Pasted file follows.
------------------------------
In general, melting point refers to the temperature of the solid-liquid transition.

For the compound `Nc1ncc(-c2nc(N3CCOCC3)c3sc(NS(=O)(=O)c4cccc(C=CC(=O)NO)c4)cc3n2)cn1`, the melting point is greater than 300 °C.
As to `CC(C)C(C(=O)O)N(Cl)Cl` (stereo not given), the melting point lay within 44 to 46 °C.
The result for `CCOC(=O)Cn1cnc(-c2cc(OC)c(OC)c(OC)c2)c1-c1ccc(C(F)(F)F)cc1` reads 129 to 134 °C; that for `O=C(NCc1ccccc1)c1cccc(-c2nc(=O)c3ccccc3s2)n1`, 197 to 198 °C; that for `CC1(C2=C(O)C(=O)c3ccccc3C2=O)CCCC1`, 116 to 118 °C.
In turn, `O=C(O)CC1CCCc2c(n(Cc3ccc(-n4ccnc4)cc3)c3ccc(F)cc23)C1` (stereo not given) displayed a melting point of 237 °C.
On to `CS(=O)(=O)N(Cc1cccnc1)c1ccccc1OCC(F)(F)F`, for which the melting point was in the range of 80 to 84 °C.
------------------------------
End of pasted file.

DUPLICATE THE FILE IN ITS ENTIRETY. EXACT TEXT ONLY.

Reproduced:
In general, melting point refers to the temperature of the solid-liquid transition.

For the compound `Nc1ncc(-c2nc(N3CCOCC3)c3sc(NS(=O)(=O)c4cccc(C=CC(=O)NO)c4)cc3n2)cn1`, the melting point is greater than 300 °C.
As to `CC(C)C(C(=O)O)N(Cl)Cl` (stereo not given), the melting point lay within 44 to 46 °C.
The result for `CCOC(=O)Cn1cnc(-c2cc(OC)c(OC)c(OC)c2)c1-c1ccc(C(F)(F)F)cc1` reads 129 to 134 °C; that for `O=C(NCc1ccccc1)c1cccc(-c2nc(=O)c3ccccc3s2)n1`, 197 to 198 °C; that for `CC1(C2=C(O)C(=O)c3ccccc3C2=O)CCCC1`, 116 to 118 °C.
In turn, `O=C(O)CC1CCCc2c(n(Cc3ccc(-n4ccnc4)cc3)c3ccc(F)cc23)C1` (stereo not given) displayed a melting point of 237 °C.
On to `CS(=O)(=O)N(Cc1cccnc1)c1ccccc1OCC(F)(F)F`, for which the melting point was in the range of 80 to 84 °C.